Review Summary: "We've got the power, we are divine. We've got the guts to follow the sign"
As an old adage states, if you fall off the horse, just get back on again. Once great riders, Helloween were bucked unceremoniously from their high horse when Kai Hansen, founding guitarist and one-off vocalist, quit the band. The group explored more mainstream territory on the following two albums, eventually losing vocalist Michael Kiske as well. Just when it seemed that Helloween would call it quits for good, unlikely vocalist Andi Deris stepped in. With Master of the Rings, Helloween became critical darlings again. However, the group were not finished reestablishing themselves, and quickly showed the world that the success of Master was no fluke.
The Time of the Oath begins immediately – baring some chirping and flute-like instrumentation – with the powerful “We Burn”, the ultimate call-to-arms for the album. In quick succession comes the revving engines of “Steel Tormentor”, which features a more mid-paced groove and some fantastic melodic lead guitar. These two tracks provide a blueprint for much of the rest of the album, which alternates between speed metal anthems such as “Before the War” and “Kings Will Be Kings” and more mid-paced rockers like “Wake Up the Mountain”. The album also features some of Helloween’s most infectious choruses, specifically on “Power” and the first ballad, “Forever and One”.
Despite the upbeat material and earworm choruses, The Time of the Oath also explores the darker, heavier side of Helloween. This is most noticeable on the album’s two epics, “Mission Motherland” and the closing title track. “Mission Motherland” is a somewhat messy song, mostly concerned with some extraterrestrial creatures attempting to live in peace with humanity. The song’s experimentation is anchored well by simple, yet powerful riffing and some absolutely pounding drums. On “The Time of the Oath”, Helloween are at their most Sabbath-like, utilizing a doomy guitar riff that wouldn’t be too out of place on one of that group’s later albums. Andi Derris also provides his most powerful vocal performance here, as he laments that his “sweetest memories die in the cold” as now is the time of the oath, the end of the world.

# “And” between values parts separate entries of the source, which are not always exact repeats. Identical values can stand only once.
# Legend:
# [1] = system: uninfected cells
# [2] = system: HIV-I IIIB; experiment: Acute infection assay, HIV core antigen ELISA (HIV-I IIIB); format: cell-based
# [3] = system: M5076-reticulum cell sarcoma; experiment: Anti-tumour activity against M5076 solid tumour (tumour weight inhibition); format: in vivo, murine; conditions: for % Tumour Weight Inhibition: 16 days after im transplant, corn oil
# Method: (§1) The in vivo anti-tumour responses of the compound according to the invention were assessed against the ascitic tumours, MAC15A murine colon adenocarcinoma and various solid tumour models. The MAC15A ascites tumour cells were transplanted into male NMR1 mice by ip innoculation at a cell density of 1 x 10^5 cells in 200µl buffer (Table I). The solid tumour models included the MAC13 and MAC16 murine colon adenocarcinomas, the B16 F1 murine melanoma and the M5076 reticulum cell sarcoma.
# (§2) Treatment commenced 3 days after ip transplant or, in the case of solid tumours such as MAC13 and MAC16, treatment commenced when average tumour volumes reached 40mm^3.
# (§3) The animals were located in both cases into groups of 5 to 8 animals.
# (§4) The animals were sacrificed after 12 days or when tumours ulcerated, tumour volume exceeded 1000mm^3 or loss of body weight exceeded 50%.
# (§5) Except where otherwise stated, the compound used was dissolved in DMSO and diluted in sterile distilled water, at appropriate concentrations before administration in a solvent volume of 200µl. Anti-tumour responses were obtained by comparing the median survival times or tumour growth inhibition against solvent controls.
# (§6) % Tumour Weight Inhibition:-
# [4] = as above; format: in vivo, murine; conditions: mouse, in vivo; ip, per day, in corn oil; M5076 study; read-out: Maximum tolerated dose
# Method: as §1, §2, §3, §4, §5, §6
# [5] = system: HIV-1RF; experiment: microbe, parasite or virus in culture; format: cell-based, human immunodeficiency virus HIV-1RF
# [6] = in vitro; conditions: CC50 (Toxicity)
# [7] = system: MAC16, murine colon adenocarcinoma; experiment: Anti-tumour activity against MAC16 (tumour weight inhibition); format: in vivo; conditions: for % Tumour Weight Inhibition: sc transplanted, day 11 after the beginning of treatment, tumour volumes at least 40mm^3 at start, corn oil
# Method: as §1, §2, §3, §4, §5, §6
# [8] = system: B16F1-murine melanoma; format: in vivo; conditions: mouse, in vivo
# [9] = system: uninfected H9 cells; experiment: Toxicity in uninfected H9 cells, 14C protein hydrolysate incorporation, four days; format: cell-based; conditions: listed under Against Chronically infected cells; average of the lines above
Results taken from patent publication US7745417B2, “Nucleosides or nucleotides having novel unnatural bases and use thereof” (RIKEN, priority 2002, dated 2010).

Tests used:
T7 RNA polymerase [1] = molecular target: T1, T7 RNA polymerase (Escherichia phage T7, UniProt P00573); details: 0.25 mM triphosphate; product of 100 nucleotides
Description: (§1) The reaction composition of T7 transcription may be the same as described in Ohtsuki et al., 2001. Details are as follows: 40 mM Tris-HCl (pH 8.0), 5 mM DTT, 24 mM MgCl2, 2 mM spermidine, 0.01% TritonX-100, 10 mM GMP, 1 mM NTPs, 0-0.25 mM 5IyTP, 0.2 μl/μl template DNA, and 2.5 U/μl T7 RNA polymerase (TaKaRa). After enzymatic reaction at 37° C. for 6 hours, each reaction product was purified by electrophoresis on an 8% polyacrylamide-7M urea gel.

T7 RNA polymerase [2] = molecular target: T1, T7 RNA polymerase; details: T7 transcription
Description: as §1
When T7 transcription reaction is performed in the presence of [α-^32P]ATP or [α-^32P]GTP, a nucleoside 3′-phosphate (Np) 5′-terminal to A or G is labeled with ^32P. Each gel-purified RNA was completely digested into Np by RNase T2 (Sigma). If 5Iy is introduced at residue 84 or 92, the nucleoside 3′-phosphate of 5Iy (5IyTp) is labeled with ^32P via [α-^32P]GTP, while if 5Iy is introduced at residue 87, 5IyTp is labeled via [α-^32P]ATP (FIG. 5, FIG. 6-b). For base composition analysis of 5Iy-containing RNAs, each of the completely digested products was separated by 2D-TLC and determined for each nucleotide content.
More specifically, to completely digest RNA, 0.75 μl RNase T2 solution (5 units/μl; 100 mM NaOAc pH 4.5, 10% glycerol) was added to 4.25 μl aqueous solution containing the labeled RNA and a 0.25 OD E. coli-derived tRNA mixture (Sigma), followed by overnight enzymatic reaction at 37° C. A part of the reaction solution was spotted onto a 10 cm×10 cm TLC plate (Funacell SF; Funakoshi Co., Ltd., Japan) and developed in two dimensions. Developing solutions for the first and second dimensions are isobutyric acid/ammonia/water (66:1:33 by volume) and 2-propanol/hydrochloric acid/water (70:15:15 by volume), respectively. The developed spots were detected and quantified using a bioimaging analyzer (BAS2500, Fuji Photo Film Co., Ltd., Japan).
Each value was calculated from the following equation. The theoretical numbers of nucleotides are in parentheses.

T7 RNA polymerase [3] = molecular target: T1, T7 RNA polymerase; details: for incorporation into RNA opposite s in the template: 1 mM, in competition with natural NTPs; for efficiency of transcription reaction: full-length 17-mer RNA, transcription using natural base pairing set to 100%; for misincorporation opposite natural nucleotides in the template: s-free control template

Even with all of the quality material on display, a few of the album’s tracks fall flat. “A Million to One” simply plods along, unable to keep interest for very long. Also, while “Forever and One” avoids negative status despite its clichéd songwriting, “If I Knew” is not nearly as lucky. Nothing about the track really stands out, and it’s relegated to a fitting position near the album’s end, where it will hopefully be forgotten. One particular curiosity of this album is the hair-metal styled “Anything My Mama Don’t Like”, a divisive track amongst many fans. With its fantastic chorus, silly lyrics and general catchiness, it’s really a hidden highlight of the album.
Ultimately, Helloween proved with The Time of the Oath that they weren’t going away anytime soon. While they may never have reached the same heights of quality and popularity as they did on the Keeper albums, the band showed anyone left wondering that they still had a lot of great music left in them, and would continue to for years to come. While not an essential release, this album is a solid work and a testament to the group’s staying power and their unwillingness to stay down.